Leader writes: the child's body is payed a lot of attention to by its caregiver/s when young. 'Both external and internal processes will be linked to this Other' (p. 98) [ - ok, vague ('linked' etc.) but lets go with it - ] 'The sensation of hunger, for example, is inseparable from the caregiver's will: if we are hungry, it is not just because we don't have food, but because the Other hasn't fed us. ' [ - ok, good example, makes it less vague -] 'The Other is thus intimately linked to our actual body, both inner and outer, so that what happens inside depends on them. This fact must be of special importance in schizophrenia, due not only to the bizarre bodily sensations we find there but also to the ascription of such feelings to external influence' (p. 98). -- Whoa - this is the connection that we are waiting to have explained to us! And must the fact be of special importance? Might not the passivity experiences have a different origin (e.g. a neurological disturbance)? Just because the child experiences hunger and 'links' this to the caregiver's lack of care, why should this have anything to do with a schizophrenic person experiencing invasion of another person into their internal world? The only way I can make that work is if I take 'internal world' and 'linked' in one sense, then take them both in another sense, then make a (pseudo-)inference in which I switch the senses of the terms half way through the discussion.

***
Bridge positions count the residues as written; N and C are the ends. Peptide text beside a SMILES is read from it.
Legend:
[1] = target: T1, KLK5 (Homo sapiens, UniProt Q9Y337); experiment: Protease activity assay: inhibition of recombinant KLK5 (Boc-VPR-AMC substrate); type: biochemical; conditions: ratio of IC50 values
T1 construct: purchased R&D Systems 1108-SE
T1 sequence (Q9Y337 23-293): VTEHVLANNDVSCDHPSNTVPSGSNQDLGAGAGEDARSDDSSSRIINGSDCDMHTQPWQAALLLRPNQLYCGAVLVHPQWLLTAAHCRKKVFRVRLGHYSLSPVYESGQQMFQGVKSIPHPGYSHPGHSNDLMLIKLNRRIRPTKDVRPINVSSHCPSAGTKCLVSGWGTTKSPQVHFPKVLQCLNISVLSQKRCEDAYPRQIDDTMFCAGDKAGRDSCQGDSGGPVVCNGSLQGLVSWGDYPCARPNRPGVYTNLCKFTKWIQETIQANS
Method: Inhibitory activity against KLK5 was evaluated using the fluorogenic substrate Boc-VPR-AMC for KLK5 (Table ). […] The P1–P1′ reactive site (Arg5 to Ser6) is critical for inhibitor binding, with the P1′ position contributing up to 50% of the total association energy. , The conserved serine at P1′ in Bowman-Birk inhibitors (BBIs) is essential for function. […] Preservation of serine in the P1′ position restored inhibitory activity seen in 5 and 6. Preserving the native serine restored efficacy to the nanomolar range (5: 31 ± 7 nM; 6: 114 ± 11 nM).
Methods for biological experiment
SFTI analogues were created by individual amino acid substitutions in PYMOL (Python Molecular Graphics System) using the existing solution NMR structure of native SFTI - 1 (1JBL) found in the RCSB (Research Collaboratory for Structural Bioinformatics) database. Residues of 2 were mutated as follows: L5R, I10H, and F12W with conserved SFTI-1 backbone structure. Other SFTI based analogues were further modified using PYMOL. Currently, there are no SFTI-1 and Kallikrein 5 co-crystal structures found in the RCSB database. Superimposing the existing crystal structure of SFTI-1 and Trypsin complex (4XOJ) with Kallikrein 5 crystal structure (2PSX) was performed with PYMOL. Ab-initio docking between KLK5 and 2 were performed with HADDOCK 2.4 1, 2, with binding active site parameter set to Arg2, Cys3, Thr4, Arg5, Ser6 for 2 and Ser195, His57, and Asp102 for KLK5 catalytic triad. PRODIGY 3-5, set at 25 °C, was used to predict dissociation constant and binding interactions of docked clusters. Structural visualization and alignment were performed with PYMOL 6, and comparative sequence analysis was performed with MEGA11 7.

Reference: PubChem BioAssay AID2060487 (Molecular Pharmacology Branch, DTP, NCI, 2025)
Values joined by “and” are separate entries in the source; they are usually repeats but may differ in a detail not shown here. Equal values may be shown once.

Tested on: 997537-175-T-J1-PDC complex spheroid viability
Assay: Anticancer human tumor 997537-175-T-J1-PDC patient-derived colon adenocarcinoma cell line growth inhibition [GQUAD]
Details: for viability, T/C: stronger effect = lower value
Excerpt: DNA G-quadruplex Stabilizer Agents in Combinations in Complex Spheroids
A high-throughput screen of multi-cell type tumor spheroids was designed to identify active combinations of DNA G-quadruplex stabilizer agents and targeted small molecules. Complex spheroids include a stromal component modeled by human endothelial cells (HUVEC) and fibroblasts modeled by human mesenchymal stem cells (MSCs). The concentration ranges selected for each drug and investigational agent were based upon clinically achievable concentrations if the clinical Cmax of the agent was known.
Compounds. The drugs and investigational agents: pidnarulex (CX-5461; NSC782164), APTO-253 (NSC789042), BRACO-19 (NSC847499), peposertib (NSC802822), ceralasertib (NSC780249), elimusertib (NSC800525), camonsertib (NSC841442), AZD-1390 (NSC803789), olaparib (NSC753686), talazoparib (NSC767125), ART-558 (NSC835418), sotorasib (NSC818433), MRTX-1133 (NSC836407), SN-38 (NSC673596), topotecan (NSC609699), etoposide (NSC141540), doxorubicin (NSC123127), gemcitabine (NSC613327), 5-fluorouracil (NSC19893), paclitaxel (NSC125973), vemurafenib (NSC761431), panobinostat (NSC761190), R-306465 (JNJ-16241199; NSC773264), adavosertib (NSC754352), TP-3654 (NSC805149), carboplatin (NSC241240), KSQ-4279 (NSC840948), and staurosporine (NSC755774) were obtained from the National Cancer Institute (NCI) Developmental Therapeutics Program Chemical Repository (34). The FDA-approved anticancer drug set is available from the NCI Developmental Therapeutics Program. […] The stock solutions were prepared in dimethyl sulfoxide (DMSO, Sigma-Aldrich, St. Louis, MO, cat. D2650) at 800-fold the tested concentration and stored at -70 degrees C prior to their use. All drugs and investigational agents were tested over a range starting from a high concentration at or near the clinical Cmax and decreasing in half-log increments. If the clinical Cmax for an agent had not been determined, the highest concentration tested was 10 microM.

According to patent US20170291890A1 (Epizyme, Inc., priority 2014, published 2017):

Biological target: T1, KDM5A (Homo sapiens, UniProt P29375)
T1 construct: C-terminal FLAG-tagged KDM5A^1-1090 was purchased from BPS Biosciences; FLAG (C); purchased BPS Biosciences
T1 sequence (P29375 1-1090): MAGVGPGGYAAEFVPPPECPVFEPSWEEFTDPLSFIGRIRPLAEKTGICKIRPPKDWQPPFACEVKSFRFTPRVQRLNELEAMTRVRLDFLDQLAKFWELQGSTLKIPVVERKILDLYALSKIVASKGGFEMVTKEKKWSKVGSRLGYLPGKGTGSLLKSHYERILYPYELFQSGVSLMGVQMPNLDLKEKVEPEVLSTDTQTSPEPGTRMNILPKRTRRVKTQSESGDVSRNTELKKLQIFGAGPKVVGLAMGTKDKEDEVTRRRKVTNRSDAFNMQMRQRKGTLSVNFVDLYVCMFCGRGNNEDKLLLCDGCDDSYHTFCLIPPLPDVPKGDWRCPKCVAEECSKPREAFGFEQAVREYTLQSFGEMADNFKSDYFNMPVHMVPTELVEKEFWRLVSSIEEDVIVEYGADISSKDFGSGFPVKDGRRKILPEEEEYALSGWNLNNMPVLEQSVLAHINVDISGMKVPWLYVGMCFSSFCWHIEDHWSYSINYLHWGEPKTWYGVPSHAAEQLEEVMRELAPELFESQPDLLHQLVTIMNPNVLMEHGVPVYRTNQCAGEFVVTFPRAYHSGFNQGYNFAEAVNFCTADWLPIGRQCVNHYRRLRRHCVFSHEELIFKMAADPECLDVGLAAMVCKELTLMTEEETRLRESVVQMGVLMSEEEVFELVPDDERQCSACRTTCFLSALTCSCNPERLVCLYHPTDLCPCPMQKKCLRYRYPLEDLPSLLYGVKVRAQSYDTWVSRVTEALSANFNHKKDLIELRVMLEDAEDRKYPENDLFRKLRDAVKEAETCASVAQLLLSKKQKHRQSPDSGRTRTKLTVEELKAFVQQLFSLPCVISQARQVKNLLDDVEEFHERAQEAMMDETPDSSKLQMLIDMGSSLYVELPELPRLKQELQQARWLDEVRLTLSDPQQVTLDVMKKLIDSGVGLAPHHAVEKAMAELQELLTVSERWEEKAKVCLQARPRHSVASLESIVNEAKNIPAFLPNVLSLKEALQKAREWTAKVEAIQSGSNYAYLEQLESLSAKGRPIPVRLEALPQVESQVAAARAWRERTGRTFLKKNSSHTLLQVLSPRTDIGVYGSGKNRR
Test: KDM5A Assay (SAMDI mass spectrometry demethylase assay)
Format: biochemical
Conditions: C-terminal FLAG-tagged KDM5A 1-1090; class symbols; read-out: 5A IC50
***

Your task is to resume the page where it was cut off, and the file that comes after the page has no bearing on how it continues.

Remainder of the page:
postscript: I've noticed that there's something extraordinary about the way in which Leader's text both fascinates and frustrates me. The frustration consists in the way in which language is used which I find to be too vague to be genuinely communicative, in the way in which thoughts and theories are presented which I can't recognise as such. I feel like I am caught up in shadow boxing - that certain moves are being made but that the normal connections between words and world are often not happening. But then again Leader has some genuinely interesting things to say, and we really do need further psychoanalytic accounts of psychosis - to supplement and challenge what in the UK at least are the far more readily available Freudian and Kleinian options (Freeman, Bion, Segal, Jackson, Lucas etc). My feeling, that I don't yet trust, is that there is something to Leader's working out of the meaning of the Oedipus complex that genuinely does contribute to a different understanding of psychotic conditions. As I write about his text, though, I find myself getting cross and often having to go back to my posts later to edit out my frustrated jabs and jibes that get past the censor at the first and second pass. This sets me a task for further postings: to try and achieve a greater degree of measured owning of my feelings and open mindedness.